Diphtheria, Tetanus Toxoid
Conjugated vaccine (parts of bacteria with protein)
Haemophilus Influenza Type B

Why should I immunize my child?
Failure to give your child the correct shots at the appropriate time will put him/her at risk of developing childhood illnesses like Polio, Diphtheria, Whooping Cough, Measles, Mumps, Rubella and Pneumonia. Refer to the immunization chart for an understanding of age-specific vaccination requirement for your child. Regular Well Baby and Well Child Health Checks will allow our team to ensure that your child receives the correct shots

When should different vaccines be given?

Vaccine Abbreviation

What is a balanced diet?

Children need a balanced diet with different foods and proportions, so they receive all of the nutrients, vitamins, minerals, protein, and calories in the correct amount. Too little or too much will lead to nutrition-related problems. A food pyramid is a good way to understand how to plan your child’s daily

How can I teach my child to eat healthy food?

Teaching children to eat healthy should start early. Be a role model for your children by keeping a healthy selection of food at home, and by eating healthy food yourself. Keeping junk food at home and expecting your child to eat only fruits and vegetables will not work.

What else can I do?

What are the effects of poor nutrition on children?

Nutritional deficiencies (or) low calorie food
Impaired growth, poor development of bones
High sugar food and carbonated drinks, preservatives
Dental caries, muscle cramps
High intake of food, especially if high in sugar
Obesity, early onset of diabetes, hypertension, heart disease and cancer
Cognitive and behavioral problems
Delay in milestones like language, learning disabilities, ADHD*, restlessness, temper tantrums, nervousness.

*ADHD (Attention Deficit Hyperactivity Disorder) is characterized by problems with attention, hyperactivity, poor organization,
and low self-esteem. Poor nutrition is one possible cause.

What is a balanced diet?

Children need a balanced diet with different foods and proportions, so they receive all of the nutrients, vitamins, minerals, protein, and calories in the correct amount. Too little or too much will lead to nutrition-related problems. A food pyramid is a good way to understand how to plan your child’s daily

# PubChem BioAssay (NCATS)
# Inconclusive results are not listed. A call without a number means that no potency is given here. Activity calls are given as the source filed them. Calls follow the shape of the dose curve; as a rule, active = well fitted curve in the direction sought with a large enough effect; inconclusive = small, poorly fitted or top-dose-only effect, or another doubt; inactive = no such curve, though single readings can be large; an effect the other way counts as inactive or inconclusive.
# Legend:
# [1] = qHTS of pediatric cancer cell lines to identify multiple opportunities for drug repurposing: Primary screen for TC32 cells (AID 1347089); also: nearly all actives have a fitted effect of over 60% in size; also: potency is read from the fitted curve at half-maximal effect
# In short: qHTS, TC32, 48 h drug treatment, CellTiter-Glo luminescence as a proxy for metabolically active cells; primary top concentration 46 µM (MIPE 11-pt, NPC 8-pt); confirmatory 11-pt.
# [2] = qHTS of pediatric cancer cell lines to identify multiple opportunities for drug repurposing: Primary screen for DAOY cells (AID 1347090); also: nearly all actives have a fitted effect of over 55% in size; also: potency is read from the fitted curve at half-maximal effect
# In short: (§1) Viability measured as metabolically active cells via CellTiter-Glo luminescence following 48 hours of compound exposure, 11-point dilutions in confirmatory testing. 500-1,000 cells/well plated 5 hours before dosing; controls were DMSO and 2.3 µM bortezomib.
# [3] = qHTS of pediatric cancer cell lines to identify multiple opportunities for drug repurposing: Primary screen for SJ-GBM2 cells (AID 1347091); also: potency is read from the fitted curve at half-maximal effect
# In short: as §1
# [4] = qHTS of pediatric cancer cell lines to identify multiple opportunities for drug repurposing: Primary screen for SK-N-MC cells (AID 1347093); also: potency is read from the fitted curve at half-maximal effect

Types of physical activity (PA) include:

  1. Aerobics : makes heart beat faster (running, swimming)
  2. Muscle Strengthening : strengthens muscles.
  3. Bone Strengthening : strengthens bones.

What are the benefits of PA?

Regular physical activity (PA) is good for children's bodies. It promotes growth and development in young children (ages 3 – 5 years). It is also important for older children and adolescents to grow strong bones and muscles, build endurance and maintain a healthy weight.

Studies have revealed that any kind of physical activity, ranging from moderate to vigorous, serves to enhance children's critical thinking abilities, helping improve their school performance.

Children and young adults who exercise regularly are more likely to exercise as adults and will seek fitness throughout their lifespan. The single strongest predictor of fitness and well-being in later life was whether someone played a varsity sport in high school (2014 World War II Veterans study, 2014)

How much physical activity does my child need?

Exercise should be encouraged throughout the day for younger children (ages 3 to 5 years).

Older children and adolescents (6-17 years) should exercise for at least 60 minutes a day. This should include muscle-strengthening and bone-strengthening exercise at least 3 times a week

Type of Physical Activity

Type of Physical Activity & Examples

Examples

Moderate Aerobics
(strenuous enough to burn 3-6 times as much energy/minute compared to sitting quietly)

Brisk walking, Bicycle riding (plain road), Hiking, swimming, Games that require catching and throwing, (cricket, throw ball, badminton) garden work, housework such as sweeping

Vigorous Aerobics
(strenuous enough to burn > 6 times as much energy/ minute)

Running Bicycle riding (may include hills) ,Games that require running (tag), Jumping rope, Martial arts (Karate, Tae Kwan Do), Sports (Soccer, Basketball, Swimming, Tennis) , Vigorous dancing
https://marathonkids.org/pe-running-games/

Muscle- strengthening

Games such as tug of war push-ups, squats, Climbing rope, tree or playground equipment, Yoga, Resistance exercise using weights, resistance bands and hand held weights (should have supervision initially) https://forkidsplus.com/30-strength-exercises-for-kids/

Bone- strengthening

Hopping, skipping, jumping
Running , Sports that require, jumping or rapid changes in direction

How can I encourage my child (or adolescent) to be more physically active?

Types of physical activity (PA) include:

  1. Aerobics : makes heart beat faster (running, swimming)
  2. Muscle Strengthening : strengthens muscles.
  3. Bone Strengthening : strengthens bones.